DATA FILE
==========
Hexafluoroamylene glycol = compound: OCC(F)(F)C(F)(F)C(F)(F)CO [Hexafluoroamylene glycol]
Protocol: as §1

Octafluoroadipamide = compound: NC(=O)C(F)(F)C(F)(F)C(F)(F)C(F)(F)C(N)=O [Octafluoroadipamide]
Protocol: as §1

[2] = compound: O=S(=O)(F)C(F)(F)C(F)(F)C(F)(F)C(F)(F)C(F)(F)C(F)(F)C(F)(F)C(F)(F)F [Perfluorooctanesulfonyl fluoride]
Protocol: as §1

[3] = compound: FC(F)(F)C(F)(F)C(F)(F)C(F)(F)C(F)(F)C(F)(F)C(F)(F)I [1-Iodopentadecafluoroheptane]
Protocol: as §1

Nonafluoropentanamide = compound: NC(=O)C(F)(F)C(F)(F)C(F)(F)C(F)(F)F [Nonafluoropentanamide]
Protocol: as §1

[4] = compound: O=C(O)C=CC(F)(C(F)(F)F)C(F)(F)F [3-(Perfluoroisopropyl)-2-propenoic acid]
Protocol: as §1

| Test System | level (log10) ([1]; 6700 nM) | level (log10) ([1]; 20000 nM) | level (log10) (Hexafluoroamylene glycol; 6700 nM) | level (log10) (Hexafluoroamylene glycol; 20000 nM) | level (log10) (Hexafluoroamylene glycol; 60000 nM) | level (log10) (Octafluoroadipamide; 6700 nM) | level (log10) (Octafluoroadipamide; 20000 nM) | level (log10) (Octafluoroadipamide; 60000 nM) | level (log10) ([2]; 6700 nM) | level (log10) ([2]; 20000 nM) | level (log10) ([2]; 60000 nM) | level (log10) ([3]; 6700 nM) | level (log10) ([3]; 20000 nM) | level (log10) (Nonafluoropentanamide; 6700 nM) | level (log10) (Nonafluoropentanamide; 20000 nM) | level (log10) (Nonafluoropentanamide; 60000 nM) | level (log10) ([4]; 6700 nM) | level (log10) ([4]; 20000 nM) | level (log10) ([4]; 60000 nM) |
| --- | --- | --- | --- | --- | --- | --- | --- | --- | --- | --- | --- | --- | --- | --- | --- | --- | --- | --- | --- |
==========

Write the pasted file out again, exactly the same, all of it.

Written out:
Hexafluoroamylene glycol = compound: OCC(F)(F)C(F)(F)C(F)(F)CO [Hexafluoroamylene glycol]
Protocol: as §1

Octafluoroadipamide = compound: NC(=O)C(F)(F)C(F)(F)C(F)(F)C(F)(F)C(N)=O [Octafluoroadipamide]
Protocol: as §1

[2] = compound: O=S(=O)(F)C(F)(F)C(F)(F)C(F)(F)C(F)(F)C(F)(F)C(F)(F)C(F)(F)C(F)(F)F [Perfluorooctanesulfonyl fluoride]
Protocol: as §1

[3] = compound: FC(F)(F)C(F)(F)C(F)(F)C(F)(F)C(F)(F)C(F)(F)C(F)(F)I [1-Iodopentadecafluoroheptane]
Protocol: as §1

Nonafluoropentanamide = compound: NC(=O)C(F)(F)C(F)(F)C(F)(F)C(F)(F)F [Nonafluoropentanamide]
Protocol: as §1

[4] = compound: O=C(O)C=CC(F)(C(F)(F)F)C(F)(F)F [3-(Perfluoroisopropyl)-2-propenoic acid]
Protocol: as §1

| Test System | level (log10) ([1]; 6700 nM) | level (log10) ([1]; 20000 nM) | level (log10) (Hexafluoroamylene glycol; 6700 nM) | level (log10) (Hexafluoroamylene glycol; 20000 nM) | level (log10) (Hexafluoroamylene glycol; 60000 nM) | level (log10) (Octafluoroadipamide; 6700 nM) | level (log10) (Octafluoroadipamide; 20000 nM) | level (log10) (Octafluoroadipamide; 60000 nM) | level (log10) ([2]; 6700 nM) | level (log10) ([2]; 20000 nM) | level (log10) ([2]; 60000 nM) | level (log10) ([3]; 6700 nM) | level (log10) ([3]; 20000 nM) | level (log10) (Nonafluoropentanamide; 6700 nM) | level (log10) (Nonafluoropentanamide; 20000 nM) | level (log10) (Nonafluoropentanamide; 60000 nM) | level (log10) ([4]; 6700 nM) | level (log10) ([4]; 20000 nM) | level (log10) ([4]; 60000 nM) |
| --- | --- | --- | --- | --- | --- | --- | --- | --- | --- | --- | --- | --- | --- | --- | --- | --- | --- | --- | --- |